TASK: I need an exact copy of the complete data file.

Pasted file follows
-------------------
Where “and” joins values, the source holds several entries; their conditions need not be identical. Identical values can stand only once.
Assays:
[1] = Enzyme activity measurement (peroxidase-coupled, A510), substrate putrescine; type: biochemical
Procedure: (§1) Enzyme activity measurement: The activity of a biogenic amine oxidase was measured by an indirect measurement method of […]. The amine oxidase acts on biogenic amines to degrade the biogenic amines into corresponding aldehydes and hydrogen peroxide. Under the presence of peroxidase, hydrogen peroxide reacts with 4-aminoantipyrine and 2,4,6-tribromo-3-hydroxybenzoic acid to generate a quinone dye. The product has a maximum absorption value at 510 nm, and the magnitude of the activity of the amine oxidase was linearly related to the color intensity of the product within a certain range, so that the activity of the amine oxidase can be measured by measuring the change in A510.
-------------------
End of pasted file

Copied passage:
Where “and” joins values, the source holds several entries; their conditions need not be identical. Identical values can stand only once.
Assays:
[1] = Enzyme activity measurement (peroxidase-coupled, A510), substrate putrescine; type: biochemical
Procedure: (§1) Enzyme activity measurement: The activity of a biogenic amine oxidase was measured by an indirect measurement method of […]. The amine oxidase acts on biogenic amines to degrade the biogenic amines into corresponding aldehydes and hydrogen peroxide. Under the presence of peroxidase, hydrogen peroxide reacts with 4-aminoantipyrine and 2,4,6-tribromo-3-hydroxybenzoic acid to generate a quinone dye. The product has a maximum absorption value at 510 nm, and the magnitude of the activity of the amine oxidase was linearly related to the color intensity of the product within a certain range, so that the activity of the amine oxidase can be measured by measuring the change in A510.